We are only a few weeks away from its big debut.
Fancy a bigger, more luxurious E-Class that’s not an S-Class? This is where the CLS comes into play to bridge the gap between the two luxurious sedans. Almost ready for its third generation, the CLS will continue to be a sedan featuring a heavily inclined roofline to set it apart from the E upon which it will be largely based. At the same time, it’s going to distance itself from the sporty four-door GT liftback bearing the Panamericana grille the talented folks at Mercedes and AMG are working on.
Here we have a near-production prototype sitting on 19-inch alloy wheels and carrying only a thin strip of black camo to mask the sexy four-door form. It appears to have all the final body parts in place, thus suggesting an official reveal is right around the corner. Already we can closely check out the front grille dominated by the big three-pointed star badge and flanked by the sleek headlight clusters.
Looking at the side profile, the fixed glass appears to be slightly bigger than before, which could be a sign the rear doors are a tad longer. If that’s so, it means the wheelbase has been stretched and it will pay dividends in terms of legroom, particularly for those sitting in the back. Also visible is the long rear overhang, a familiar trait ever since the CLS’ launch approximately 12 years ago.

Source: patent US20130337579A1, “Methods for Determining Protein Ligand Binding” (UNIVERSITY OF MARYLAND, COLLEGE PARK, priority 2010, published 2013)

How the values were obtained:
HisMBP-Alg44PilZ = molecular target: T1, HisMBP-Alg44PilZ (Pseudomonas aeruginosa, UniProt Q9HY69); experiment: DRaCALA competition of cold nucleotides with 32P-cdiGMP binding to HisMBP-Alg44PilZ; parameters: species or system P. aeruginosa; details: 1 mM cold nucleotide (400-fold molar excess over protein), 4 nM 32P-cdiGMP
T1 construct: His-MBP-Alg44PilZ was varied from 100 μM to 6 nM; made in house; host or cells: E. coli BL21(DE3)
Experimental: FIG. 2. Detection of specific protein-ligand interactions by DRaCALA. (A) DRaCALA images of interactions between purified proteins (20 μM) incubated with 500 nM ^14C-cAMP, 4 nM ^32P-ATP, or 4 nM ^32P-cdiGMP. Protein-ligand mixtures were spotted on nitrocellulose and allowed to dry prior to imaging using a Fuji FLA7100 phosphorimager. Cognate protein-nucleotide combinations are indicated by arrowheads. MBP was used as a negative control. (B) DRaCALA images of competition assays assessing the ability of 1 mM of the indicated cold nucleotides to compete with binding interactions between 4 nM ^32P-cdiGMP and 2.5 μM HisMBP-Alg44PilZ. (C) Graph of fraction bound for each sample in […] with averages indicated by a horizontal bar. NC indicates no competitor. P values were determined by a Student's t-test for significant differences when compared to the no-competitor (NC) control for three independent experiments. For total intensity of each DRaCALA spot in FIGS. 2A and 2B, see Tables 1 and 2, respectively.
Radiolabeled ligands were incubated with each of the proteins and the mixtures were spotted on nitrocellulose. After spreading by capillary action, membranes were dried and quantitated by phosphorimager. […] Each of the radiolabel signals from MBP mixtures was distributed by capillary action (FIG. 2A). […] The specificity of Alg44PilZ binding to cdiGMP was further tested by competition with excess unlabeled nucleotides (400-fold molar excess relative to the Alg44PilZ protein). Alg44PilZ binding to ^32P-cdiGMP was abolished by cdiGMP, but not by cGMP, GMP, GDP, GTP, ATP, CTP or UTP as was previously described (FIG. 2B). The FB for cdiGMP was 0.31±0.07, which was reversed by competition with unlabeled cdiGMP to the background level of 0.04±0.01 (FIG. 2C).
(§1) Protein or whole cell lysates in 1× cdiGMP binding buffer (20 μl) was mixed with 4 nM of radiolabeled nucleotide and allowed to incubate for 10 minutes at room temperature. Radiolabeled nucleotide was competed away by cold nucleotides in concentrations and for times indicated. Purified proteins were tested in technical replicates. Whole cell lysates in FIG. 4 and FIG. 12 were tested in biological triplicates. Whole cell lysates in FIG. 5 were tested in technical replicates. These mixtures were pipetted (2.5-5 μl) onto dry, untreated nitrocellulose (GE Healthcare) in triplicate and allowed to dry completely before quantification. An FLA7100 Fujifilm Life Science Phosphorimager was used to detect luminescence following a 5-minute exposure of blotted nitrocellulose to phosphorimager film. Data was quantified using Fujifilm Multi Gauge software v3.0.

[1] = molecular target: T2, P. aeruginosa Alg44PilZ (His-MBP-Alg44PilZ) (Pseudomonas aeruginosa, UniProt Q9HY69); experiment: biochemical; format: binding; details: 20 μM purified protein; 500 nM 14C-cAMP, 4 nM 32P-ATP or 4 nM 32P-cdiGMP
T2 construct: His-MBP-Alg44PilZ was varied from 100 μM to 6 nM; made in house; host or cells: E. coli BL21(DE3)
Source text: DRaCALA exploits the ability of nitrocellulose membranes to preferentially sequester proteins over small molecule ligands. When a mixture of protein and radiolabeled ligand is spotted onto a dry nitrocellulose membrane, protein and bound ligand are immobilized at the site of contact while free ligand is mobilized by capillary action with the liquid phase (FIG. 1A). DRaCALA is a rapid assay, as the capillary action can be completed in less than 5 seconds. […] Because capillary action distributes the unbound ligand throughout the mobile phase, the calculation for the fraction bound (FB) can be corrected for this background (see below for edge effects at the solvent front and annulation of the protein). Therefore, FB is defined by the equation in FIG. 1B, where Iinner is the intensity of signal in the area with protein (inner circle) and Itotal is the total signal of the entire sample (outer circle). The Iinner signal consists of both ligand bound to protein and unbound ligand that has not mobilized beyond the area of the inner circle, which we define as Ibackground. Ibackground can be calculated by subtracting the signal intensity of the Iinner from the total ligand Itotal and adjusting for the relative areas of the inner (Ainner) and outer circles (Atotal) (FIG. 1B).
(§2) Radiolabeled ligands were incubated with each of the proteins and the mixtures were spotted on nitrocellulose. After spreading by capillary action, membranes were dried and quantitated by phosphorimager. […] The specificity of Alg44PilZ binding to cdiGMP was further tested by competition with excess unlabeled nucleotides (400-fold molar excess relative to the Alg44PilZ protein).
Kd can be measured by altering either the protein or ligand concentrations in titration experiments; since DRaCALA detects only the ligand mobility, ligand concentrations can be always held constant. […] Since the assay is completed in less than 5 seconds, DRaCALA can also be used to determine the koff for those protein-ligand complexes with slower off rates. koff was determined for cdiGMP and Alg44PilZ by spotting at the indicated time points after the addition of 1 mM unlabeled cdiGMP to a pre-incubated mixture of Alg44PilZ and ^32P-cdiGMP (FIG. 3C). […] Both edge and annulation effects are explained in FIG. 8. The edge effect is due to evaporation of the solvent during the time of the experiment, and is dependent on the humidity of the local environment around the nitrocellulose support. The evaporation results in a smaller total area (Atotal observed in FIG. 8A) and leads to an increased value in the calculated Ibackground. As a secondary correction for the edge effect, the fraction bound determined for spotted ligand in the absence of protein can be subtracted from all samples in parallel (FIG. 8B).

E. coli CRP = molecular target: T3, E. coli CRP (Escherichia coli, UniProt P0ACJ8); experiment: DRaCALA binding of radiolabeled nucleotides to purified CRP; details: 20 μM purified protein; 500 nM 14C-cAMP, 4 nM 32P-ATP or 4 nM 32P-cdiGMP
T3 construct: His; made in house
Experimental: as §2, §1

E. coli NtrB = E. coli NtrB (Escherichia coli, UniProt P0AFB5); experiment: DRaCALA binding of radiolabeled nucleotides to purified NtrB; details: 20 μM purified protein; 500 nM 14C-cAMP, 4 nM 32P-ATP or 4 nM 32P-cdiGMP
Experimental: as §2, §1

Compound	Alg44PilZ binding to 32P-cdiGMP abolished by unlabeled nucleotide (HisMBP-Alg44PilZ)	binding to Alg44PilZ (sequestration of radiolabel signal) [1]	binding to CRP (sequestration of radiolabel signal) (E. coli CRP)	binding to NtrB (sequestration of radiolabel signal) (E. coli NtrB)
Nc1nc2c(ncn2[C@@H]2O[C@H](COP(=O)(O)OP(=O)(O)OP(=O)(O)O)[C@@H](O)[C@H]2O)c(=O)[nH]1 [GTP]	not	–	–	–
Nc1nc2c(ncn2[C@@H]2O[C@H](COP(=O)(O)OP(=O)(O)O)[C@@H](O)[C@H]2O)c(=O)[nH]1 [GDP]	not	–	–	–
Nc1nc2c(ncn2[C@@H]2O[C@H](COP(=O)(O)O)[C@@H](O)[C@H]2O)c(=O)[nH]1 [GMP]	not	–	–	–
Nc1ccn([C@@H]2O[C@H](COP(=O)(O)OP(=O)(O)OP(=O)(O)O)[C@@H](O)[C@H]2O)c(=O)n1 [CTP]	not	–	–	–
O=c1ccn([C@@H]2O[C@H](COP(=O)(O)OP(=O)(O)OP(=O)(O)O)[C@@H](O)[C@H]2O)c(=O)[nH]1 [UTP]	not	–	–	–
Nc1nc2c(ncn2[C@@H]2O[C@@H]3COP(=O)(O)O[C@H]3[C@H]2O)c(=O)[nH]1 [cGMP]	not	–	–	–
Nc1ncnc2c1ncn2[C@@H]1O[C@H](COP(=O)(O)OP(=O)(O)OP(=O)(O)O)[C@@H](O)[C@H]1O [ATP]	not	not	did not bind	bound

Moving at the back, it’s pretty obvious the taillights have an entirely different appearance, not just in terms of the lighting graphics but also as far as the shape of the clusters is concerned. These are set to expand onto the trunk lid for the first time in the CLS’ existence, probably as a way to make the car seem wider when viewed from the back.
We’ve also added an older spy shot of a different prototype to refresh your memory about the interior cabin. Largely taken from the E-Class Sedan, but with the air vents of the two-door models, the test vehicle had an analog instrument cluster with physical needles for the gauges. You can still have this setup on the cheaper E models, but don’t be too surprised if the CLS will come with a digital-only layout.
Engines, technology, and just about everything you could think of will be borrowed from the E-Class. As for the more practical, yet slow-selling Shooting Brake, it’s unlikely to make a return.
The disguise should come off just in time for the Frankfurt Motor Show next month, so not too long now.